Rep. Barney Frank (D-Mass.) is dismissing speculations that the Wall Street reform law he sponsored last year will weaken after his retirement at the end of the current Congressional session.
"Once (Dodd-Frank) is fully implemented – I think it will be in another year – it is much harder for people to get rid of, because I think it will be popular," Frank said, Reuters.com reports. "The easiest chance you get to strangle something is in the early stages."
The law, known as the Dodd-Frank Act, is aimed at curbing excessive risk-taking in the financial industry and has been a target of Republican presidential primary candidates. Each major contender in the race, including Mitt Romney, Michelle Bachmann and Newt Gingrich, has announced support for its repeal.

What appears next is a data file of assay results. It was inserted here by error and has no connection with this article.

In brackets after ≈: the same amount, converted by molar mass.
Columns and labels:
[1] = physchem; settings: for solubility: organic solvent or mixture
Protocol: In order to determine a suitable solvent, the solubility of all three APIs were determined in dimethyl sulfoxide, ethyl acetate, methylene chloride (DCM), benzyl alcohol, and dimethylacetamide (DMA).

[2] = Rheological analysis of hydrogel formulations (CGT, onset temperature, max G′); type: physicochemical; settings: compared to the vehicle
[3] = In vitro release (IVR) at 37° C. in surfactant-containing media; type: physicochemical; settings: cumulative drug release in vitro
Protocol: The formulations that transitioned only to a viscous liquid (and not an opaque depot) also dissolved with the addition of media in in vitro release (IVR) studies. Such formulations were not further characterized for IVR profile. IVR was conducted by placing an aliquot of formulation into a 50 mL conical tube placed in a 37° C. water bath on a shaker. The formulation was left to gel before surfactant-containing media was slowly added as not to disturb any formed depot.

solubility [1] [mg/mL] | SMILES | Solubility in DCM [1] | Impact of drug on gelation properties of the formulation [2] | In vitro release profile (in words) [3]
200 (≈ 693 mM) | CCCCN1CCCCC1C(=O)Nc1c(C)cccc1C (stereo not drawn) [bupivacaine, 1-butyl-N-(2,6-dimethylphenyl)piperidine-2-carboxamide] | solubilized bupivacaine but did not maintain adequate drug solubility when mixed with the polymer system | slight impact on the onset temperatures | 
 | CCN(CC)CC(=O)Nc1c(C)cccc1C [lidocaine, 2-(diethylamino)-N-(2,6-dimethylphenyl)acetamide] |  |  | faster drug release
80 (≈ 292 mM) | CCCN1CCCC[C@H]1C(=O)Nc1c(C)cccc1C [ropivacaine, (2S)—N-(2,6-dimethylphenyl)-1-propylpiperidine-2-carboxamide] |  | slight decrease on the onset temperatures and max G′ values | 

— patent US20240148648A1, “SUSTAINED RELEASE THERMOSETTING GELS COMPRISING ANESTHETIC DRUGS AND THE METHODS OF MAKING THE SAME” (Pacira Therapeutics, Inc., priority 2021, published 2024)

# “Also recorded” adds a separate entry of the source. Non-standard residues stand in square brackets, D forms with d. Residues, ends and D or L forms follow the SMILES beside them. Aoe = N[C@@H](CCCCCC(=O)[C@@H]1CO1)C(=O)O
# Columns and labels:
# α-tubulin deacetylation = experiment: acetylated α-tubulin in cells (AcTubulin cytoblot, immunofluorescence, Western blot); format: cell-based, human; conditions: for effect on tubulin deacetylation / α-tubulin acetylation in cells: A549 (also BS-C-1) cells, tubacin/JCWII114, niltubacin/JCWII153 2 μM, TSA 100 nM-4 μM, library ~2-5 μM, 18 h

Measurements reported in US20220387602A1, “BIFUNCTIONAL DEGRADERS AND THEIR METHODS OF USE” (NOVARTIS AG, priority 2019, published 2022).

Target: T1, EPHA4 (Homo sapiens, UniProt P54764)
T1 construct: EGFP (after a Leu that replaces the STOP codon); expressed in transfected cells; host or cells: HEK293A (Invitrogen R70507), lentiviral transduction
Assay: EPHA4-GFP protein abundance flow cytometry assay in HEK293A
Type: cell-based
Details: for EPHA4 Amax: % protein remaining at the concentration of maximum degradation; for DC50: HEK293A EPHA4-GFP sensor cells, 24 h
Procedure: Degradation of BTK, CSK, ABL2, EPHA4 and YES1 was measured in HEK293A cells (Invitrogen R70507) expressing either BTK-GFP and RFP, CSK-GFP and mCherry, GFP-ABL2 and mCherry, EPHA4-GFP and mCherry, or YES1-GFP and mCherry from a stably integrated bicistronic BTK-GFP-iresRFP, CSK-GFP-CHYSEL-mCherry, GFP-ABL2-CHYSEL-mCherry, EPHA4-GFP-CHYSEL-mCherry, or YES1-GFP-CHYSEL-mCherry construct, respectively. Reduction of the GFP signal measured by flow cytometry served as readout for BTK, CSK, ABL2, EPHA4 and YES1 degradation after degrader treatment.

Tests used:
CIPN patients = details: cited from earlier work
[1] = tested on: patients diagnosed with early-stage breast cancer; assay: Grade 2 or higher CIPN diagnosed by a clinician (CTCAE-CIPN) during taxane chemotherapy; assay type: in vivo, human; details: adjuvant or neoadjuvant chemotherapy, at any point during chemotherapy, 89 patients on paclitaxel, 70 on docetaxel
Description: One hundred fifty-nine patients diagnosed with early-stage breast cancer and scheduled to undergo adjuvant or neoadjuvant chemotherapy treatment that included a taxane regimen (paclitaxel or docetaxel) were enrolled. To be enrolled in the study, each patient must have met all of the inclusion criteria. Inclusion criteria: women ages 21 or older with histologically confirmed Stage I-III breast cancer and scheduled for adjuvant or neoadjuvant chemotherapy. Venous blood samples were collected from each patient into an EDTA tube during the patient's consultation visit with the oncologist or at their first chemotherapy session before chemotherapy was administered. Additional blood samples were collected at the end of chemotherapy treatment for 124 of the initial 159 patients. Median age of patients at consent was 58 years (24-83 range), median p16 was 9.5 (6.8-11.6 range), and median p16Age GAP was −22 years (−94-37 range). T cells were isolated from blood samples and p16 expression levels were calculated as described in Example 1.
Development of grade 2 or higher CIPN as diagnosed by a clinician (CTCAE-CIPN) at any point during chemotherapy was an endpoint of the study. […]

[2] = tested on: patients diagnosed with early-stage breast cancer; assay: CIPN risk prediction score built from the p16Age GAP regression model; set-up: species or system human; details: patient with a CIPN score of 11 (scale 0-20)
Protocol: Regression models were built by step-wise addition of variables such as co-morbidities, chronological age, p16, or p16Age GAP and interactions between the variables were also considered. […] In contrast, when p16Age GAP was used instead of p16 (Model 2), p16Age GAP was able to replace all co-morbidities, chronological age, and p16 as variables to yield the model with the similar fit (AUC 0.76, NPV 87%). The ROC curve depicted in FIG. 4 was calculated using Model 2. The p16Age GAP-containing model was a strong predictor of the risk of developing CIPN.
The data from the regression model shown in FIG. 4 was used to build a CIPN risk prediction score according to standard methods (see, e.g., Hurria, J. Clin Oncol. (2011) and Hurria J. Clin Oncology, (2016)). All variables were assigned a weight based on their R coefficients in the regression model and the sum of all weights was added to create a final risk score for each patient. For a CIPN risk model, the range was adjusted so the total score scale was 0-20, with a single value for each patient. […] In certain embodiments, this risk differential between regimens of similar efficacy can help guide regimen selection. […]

Frank admitted that the biggest threat to the law would be a Republican president, according to Reuters.com. He also said that Republican efforts to cut back agency funding and hold up nominations were other sticky issues.
Republicans continue to stall on a confirmation vote for Richard Cordray for director of the new Consumer Financial Protection Bureau, a move Frank has criticized.
Frank also condemned Republican efforts to cut funds from the Commodity Futures Trading Commission.
"People who voted not to fund the CFTC, who then criticize it for not doing MF Global, are really being terribly hypocritical," Frank said, referring to the brokerage firm that collapsed on Oct. 31, Retuers.com reports.